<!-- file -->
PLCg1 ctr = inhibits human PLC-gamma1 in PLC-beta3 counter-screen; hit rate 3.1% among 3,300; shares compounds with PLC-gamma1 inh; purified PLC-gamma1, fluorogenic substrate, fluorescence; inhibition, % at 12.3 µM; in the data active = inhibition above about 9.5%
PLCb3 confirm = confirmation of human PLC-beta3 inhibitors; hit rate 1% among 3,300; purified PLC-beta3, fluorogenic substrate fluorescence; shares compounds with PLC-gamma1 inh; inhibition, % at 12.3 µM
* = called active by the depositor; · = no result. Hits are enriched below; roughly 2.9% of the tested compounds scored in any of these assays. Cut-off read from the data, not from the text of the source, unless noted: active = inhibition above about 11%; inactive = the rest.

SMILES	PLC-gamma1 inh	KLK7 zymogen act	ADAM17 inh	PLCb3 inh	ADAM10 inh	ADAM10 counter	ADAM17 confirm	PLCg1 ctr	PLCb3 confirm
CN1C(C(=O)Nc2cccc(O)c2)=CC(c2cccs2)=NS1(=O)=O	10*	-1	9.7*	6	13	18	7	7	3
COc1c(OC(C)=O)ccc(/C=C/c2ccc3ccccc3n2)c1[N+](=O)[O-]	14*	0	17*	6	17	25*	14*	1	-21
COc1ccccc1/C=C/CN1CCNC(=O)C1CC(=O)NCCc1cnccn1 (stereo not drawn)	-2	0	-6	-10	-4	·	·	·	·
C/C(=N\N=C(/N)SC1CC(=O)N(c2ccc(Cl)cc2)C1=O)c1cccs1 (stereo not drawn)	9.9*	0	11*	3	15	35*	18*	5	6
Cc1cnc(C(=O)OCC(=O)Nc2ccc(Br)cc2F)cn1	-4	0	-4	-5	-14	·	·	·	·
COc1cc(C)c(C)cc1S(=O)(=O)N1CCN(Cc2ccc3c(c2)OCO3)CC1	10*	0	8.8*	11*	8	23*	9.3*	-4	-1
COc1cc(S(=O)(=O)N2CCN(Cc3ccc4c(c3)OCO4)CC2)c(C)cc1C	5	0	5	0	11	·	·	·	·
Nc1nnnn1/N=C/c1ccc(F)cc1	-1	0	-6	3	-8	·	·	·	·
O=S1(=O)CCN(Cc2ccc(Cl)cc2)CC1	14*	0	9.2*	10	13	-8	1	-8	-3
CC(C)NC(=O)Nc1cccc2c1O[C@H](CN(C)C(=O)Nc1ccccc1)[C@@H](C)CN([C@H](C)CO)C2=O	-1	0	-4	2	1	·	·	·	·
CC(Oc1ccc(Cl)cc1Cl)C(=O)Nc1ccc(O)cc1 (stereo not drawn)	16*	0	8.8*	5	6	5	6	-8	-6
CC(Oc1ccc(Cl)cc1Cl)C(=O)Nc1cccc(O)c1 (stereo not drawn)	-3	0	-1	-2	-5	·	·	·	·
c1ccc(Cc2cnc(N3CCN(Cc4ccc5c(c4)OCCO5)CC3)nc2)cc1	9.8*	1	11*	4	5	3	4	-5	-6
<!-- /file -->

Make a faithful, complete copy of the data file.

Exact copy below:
PLCg1 ctr = inhibits human PLC-gamma1 in PLC-beta3 counter-screen; hit rate 3.1% among 3,300; shares compounds with PLC-gamma1 inh; purified PLC-gamma1, fluorogenic substrate, fluorescence; inhibition, % at 12.3 µM; in the data active = inhibition above about 9.5%
PLCb3 confirm = confirmation of human PLC-beta3 inhibitors; hit rate 1% among 3,300; purified PLC-beta3, fluorogenic substrate fluorescence; shares compounds with PLC-gamma1 inh; inhibition, % at 12.3 µM
* = called active by the depositor; · = no result. Hits are enriched below; roughly 2.9% of the tested compounds scored in any of these assays. Cut-off read from the data, not from the text of the source, unless noted: active = inhibition above about 11%; inactive = the rest.

SMILES	PLC-gamma1 inh	KLK7 zymogen act	ADAM17 inh	PLCb3 inh	ADAM10 inh	ADAM10 counter	ADAM17 confirm	PLCg1 ctr	PLCb3 confirm
CN1C(C(=O)Nc2cccc(O)c2)=CC(c2cccs2)=NS1(=O)=O	10*	-1	9.7*	6	13	18	7	7	3
COc1c(OC(C)=O)ccc(/C=C/c2ccc3ccccc3n2)c1[N+](=O)[O-]	14*	0	17*	6	17	25*	14*	1	-21
COc1ccccc1/C=C/CN1CCNC(=O)C1CC(=O)NCCc1cnccn1 (stereo not drawn)	-2	0	-6	-10	-4	·	·	·	·
C/C(=N\N=C(/N)SC1CC(=O)N(c2ccc(Cl)cc2)C1=O)c1cccs1 (stereo not drawn)	9.9*	0	11*	3	15	35*	18*	5	6
Cc1cnc(C(=O)OCC(=O)Nc2ccc(Br)cc2F)cn1	-4	0	-4	-5	-14	·	·	·	·
COc1cc(C)c(C)cc1S(=O)(=O)N1CCN(Cc2ccc3c(c2)OCO3)CC1	10*	0	8.8*	11*	8	23*	9.3*	-4	-1
COc1cc(S(=O)(=O)N2CCN(Cc3ccc4c(c3)OCO4)CC2)c(C)cc1C	5	0	5	0	11	·	·	·	·
Nc1nnnn1/N=C/c1ccc(F)cc1	-1	0	-6	3	-8	·	·	·	·
O=S1(=O)CCN(Cc2ccc(Cl)cc2)CC1	14*	0	9.2*	10	13	-8	1	-8	-3
CC(C)NC(=O)Nc1cccc2c1O[C@H](CN(C)C(=O)Nc1ccccc1)[C@@H](C)CN([C@H](C)CO)C2=O	-1	0	-4	2	1	·	·	·	·
CC(Oc1ccc(Cl)cc1Cl)C(=O)Nc1ccc(O)cc1 (stereo not drawn)	16*	0	8.8*	5	6	5	6	-8	-6
CC(Oc1ccc(Cl)cc1Cl)C(=O)Nc1cccc(O)c1 (stereo not drawn)	-3	0	-1	-2	-5	·	·	·	·
c1ccc(Cc2cnc(N3CCN(Cc4ccc5c(c4)OCCO5)CC3)nc2)cc1	9.8*	1	11*	4	5	3	4	-5	-6